To The Nines

Written by: AP on 08/04/2009 18:32:31

So much has already been said about the shuffle in this band's camp last year that it's hardly necessary to revise it in great detail now. Nonetheless, as one member after another packed his bags and bounced, the departure of vocalist Jacob Bredahl as the last straw, it was generally expected that Hatesphere would call it quits. Indeed, for a while news from the band were both scarse and vague - something about an ongoing search for a new vocalist that seemed to be going nowhere - not that it was a surprise considering that Jacob left behind him a pair of enormous boots to fill. Picture the surprise, then, when it was announced in early November that a previously unknown nineteen year-old had feet big enough to wear them, and was going to make his live debut with the band with just two weeks' notice. Much praise was afforded him then, and, as the band's latest offering "To The Nines" shows, not without reason.

Not only does he have the necessary charisma to front a band of jesters like Hatesphere in a live setting, his voice also betters Bredahl's tenfold. It's sufficiently similar so as to not cause too much alienation between "To The Nines" and its predecessors, but at the same time, refreshing and new, and, I must stress, fucking brutal. That such mayhem can come out the mouth of someone as young and inexperienced as Jonathan "Joller" Albrechtsen is a testament to the convalescence of the Danish metal scene, crippled and silent until Volbeat opened its door. And if Volbeat opened it, then Hatesphere kicks it in their face with their most brutal, in-your-face record to date. Gone is the subtle experimentation of "Serpent Smiles And Killer Eyes" that earned the band the respect of critics worldwide; in its place is a more straightforward, albeit arguably more varied, mix of death- and thrash metal that feels more like a continuation from "The Sickness Within". At the same time it nods to the band's earliest work, heavily influenced by the Gothenburg scene, which is apparent in the consistent, if downplayed melodies that linger beneath the thick riffing. But to liken such undertones to melodic death metal is to defame the unique sound this band has spent the length of its career perfecting.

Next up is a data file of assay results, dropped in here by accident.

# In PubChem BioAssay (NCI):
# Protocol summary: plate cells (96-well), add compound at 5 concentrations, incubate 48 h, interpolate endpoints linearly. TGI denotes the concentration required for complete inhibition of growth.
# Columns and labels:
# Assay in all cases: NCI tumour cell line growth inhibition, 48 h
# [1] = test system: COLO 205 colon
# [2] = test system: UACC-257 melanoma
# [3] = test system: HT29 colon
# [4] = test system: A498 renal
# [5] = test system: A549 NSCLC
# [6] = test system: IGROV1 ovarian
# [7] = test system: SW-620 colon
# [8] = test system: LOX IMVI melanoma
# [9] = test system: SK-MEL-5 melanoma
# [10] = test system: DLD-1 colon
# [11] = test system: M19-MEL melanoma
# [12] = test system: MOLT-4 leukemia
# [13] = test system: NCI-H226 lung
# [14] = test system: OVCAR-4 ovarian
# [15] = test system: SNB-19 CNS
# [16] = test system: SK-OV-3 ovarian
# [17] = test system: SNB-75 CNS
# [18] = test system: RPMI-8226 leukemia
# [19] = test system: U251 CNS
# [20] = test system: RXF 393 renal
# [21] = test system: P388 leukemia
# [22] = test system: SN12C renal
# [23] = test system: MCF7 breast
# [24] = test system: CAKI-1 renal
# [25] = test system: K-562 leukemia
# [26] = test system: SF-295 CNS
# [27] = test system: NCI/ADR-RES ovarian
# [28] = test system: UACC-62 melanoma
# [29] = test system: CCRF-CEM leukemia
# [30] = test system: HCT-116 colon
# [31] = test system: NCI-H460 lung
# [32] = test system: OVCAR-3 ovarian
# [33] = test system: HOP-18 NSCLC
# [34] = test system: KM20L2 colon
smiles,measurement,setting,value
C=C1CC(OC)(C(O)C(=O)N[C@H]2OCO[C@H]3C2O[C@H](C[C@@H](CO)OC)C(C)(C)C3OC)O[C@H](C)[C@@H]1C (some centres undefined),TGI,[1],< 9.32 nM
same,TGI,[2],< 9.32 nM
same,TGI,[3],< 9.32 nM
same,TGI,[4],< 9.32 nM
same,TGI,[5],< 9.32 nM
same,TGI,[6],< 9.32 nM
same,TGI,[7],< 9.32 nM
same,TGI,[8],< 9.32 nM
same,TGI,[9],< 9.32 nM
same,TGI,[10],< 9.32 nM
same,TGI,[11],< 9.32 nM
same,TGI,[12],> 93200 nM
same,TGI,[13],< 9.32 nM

Yes, "To The Nines" is very much a Hatesphere album. In fact, it's compelling to call it the Hatesphere album. Pepe's song-writing does not reach for the skies, as usual, but instead focuses on a less is more kind of approach, which involves his signature dense groove, plenty of shredding and low-key melodies. But it really is the band's new little brother Joller who steals the show. Blood, beers and Satan have been exchanged for deeper and more thoughtful lyrics in a joint enterprise involving him and new bassist Mixen (which might have something to do with the fact that he is a former ska/punk bassist with no previous experience from playing in a metal band), and did I mention that voice? At just under 35 minutes, this album is not messing around. It comes with the momentum of a large meteor entering our atmosphere and leaves in its wake a soundscape of total annihilation - and some of the best balls-to-the-walls metal available.

Download: To the Nines, Backstabber, Cloaked in Shit, Oceans of Blood

For the fans of: Cavalera Conspiracy, The Haunted, Koldborn

Listen: Myspace

Release date 23.03.2009


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